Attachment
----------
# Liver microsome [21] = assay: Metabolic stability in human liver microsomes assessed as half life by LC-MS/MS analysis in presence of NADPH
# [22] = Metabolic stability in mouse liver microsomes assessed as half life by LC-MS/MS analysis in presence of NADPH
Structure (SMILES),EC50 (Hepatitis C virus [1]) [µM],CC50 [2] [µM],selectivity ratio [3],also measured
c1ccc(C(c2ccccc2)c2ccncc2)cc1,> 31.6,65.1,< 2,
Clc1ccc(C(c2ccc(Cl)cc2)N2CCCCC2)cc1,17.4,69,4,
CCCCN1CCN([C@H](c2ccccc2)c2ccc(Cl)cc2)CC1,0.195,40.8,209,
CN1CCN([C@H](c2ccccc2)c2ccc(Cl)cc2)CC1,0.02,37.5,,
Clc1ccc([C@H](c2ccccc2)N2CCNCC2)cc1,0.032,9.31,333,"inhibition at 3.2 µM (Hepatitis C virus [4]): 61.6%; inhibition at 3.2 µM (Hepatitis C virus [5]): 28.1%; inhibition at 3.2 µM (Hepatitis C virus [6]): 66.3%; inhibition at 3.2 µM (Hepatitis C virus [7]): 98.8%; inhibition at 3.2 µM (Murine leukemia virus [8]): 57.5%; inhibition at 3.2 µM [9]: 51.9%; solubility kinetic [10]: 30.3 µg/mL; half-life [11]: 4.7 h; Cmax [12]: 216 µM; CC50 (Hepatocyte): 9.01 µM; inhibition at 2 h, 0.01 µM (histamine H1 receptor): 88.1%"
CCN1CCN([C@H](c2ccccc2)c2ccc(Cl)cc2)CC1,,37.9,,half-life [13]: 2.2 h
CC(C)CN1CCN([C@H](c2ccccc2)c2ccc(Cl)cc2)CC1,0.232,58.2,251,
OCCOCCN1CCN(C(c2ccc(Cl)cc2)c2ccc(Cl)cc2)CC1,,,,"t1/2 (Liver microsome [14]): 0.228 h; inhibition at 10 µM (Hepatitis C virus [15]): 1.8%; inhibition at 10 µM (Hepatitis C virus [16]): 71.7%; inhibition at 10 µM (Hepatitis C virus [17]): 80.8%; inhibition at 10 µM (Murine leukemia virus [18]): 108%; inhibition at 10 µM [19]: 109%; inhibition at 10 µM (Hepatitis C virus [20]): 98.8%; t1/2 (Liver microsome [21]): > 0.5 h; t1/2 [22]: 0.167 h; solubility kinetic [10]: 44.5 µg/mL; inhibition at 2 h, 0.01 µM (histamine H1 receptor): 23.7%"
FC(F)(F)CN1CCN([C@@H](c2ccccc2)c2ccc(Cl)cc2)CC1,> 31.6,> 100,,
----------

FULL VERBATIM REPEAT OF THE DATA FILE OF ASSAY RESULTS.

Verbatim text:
# Liver microsome [21] = assay: Metabolic stability in human liver microsomes assessed as half life by LC-MS/MS analysis in presence of NADPH
# [22] = Metabolic stability in mouse liver microsomes assessed as half life by LC-MS/MS analysis in presence of NADPH
Structure (SMILES),EC50 (Hepatitis C virus [1]) [µM],CC50 [2] [µM],selectivity ratio [3],also measured
c1ccc(C(c2ccccc2)c2ccncc2)cc1,> 31.6,65.1,< 2,
Clc1ccc(C(c2ccc(Cl)cc2)N2CCCCC2)cc1,17.4,69,4,
CCCCN1CCN([C@H](c2ccccc2)c2ccc(Cl)cc2)CC1,0.195,40.8,209,
CN1CCN([C@H](c2ccccc2)c2ccc(Cl)cc2)CC1,0.02,37.5,,
Clc1ccc([C@H](c2ccccc2)N2CCNCC2)cc1,0.032,9.31,333,"inhibition at 3.2 µM (Hepatitis C virus [4]): 61.6%; inhibition at 3.2 µM (Hepatitis C virus [5]): 28.1%; inhibition at 3.2 µM (Hepatitis C virus [6]): 66.3%; inhibition at 3.2 µM (Hepatitis C virus [7]): 98.8%; inhibition at 3.2 µM (Murine leukemia virus [8]): 57.5%; inhibition at 3.2 µM [9]: 51.9%; solubility kinetic [10]: 30.3 µg/mL; half-life [11]: 4.7 h; Cmax [12]: 216 µM; CC50 (Hepatocyte): 9.01 µM; inhibition at 2 h, 0.01 µM (histamine H1 receptor): 88.1%"
CCN1CCN([C@H](c2ccccc2)c2ccc(Cl)cc2)CC1,,37.9,,half-life [13]: 2.2 h
CC(C)CN1CCN([C@H](c2ccccc2)c2ccc(Cl)cc2)CC1,0.232,58.2,251,
OCCOCCN1CCN(C(c2ccc(Cl)cc2)c2ccc(Cl)cc2)CC1,,,,"t1/2 (Liver microsome [14]): 0.228 h; inhibition at 10 µM (Hepatitis C virus [15]): 1.8%; inhibition at 10 µM (Hepatitis C virus [16]): 71.7%; inhibition at 10 µM (Hepatitis C virus [17]): 80.8%; inhibition at 10 µM (Murine leukemia virus [18]): 108%; inhibition at 10 µM [19]: 109%; inhibition at 10 µM (Hepatitis C virus [20]): 98.8%; t1/2 (Liver microsome [21]): > 0.5 h; t1/2 [22]: 0.167 h; solubility kinetic [10]: 44.5 µg/mL; inhibition at 2 h, 0.01 µM (histamine H1 receptor): 23.7%"
FC(F)(F)CN1CCN([C@@H](c2ccccc2)c2ccc(Cl)cc2)CC1,> 31.6,> 100,,